My sincere thanks to Wes Neel, a recent graduate of Covenant Theological Seminary, who has been digging into his own family’s history and along the way has turned up some information on the early ministry of Dr. J. Oliver Buswell. During World War I, Buswell served as a Chaplain with the 140th Infantry during World War I and was cited in orders for distinguished bravery. Wes found mention of his own great-grandfather and of Chaplain Buswell in the book From Doniphan to Verdun: The Official History of the 140th Infantry, by Evan A. Edwards (Lawrence, KS: The World Company, 1920).
On page 46 of the book, there is this glowing description of Chaplain Buswell and his ministry:
“Two Chaplains joined us in the Vosges. Chaplain Oliver P. Buswell, Jr. [sic], a Presbyterian who was assigned tot he second Battalion. Chaplain Buswell, a young man of twenty-three, was gifted with a magnificent physique, a splendid musical voice, brains and common sense. He won the hearts of the men at once, and his work was of the greatest value to the regiment. There was no more popular chaplain in the A.E.F. He was wounded in the Argonne, and cited in orders for bravery. He did not know the meaning of fear, and thought only of his men. From the 17th of August, when he joined the regiment, his presence and influence was of the greatest value. His genuine and simple Christian spirit won the respect and admiration of all who knew him. Always cheerful, never discouraging, he deserves with Chaplain Hart the credit for making real religion respected in the regiment.”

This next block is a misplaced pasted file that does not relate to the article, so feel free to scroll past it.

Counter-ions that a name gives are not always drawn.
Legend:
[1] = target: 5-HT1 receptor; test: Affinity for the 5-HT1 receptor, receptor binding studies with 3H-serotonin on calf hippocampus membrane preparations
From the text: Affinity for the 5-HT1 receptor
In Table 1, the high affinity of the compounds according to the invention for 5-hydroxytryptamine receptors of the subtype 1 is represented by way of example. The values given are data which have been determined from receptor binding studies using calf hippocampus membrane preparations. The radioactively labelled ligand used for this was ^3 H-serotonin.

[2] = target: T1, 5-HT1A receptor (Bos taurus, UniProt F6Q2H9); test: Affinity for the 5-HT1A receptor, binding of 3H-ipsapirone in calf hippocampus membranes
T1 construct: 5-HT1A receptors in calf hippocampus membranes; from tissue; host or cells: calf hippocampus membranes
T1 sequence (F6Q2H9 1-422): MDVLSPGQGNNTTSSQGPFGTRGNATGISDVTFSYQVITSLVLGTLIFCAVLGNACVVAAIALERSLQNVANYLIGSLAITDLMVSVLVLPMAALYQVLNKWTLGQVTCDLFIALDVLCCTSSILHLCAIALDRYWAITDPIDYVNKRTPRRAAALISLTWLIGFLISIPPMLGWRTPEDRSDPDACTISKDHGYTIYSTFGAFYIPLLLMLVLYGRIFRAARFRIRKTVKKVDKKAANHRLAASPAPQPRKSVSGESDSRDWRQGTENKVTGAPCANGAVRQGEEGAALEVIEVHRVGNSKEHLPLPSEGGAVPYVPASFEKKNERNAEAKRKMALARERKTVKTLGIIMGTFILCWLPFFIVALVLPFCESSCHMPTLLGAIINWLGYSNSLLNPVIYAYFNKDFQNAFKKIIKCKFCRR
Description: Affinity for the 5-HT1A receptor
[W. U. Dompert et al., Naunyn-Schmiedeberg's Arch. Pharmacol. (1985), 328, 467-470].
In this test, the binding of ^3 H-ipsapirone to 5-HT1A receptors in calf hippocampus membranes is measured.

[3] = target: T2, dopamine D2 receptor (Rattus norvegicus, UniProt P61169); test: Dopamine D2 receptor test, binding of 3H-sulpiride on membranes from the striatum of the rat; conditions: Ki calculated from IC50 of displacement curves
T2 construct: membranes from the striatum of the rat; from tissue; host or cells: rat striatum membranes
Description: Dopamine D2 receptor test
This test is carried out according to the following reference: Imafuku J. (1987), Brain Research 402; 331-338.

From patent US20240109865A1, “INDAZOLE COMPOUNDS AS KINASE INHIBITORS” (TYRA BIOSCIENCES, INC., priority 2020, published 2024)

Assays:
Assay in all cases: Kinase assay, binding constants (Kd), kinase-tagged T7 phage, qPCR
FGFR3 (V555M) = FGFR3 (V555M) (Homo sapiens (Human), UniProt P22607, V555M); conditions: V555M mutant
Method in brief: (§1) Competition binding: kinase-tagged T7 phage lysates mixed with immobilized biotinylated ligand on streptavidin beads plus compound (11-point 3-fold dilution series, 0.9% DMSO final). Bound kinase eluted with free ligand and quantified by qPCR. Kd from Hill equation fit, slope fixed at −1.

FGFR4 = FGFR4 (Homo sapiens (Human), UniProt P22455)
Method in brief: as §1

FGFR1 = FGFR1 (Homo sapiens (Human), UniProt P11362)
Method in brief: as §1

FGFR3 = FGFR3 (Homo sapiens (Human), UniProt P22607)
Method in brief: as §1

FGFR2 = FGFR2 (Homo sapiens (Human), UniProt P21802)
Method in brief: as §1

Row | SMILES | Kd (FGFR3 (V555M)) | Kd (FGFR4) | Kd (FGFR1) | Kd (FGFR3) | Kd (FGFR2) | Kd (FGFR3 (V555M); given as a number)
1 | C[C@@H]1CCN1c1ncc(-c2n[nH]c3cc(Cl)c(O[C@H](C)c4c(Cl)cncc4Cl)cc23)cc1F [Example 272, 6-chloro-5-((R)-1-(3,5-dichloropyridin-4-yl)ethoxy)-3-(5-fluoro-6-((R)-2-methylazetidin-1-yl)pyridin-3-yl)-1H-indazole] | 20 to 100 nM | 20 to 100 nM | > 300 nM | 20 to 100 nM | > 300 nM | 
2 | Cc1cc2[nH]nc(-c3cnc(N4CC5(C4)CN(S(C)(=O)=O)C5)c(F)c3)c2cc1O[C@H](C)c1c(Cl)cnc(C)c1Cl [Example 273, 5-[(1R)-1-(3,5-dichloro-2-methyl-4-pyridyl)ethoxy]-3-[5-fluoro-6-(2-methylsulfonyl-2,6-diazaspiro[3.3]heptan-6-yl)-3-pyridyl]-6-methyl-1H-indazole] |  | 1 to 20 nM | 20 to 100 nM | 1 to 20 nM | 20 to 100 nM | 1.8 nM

After the war, Chaplain Buswell went on to become Dr. Buswell, serving as pastor in Milwaukee, Wisconsin and Brooklyn, NY, and then appointed to serve as the third president of Wheaton College in 1926. He served there for fourteen years before taking over the presidency of the National Bible Institute in New York City. In 1956 he was called to be the Dean of Covenant Theological Seminary, St. Louis, Missouri, and he remained in this post until retirement in 1970.
For more about Dr. Buswell, see the information on his manuscript collection preserved at the PCA Historical Center. This collection comprises seventeen cubic feet of correspondence and both published and unpublished writings by Dr. Buswell.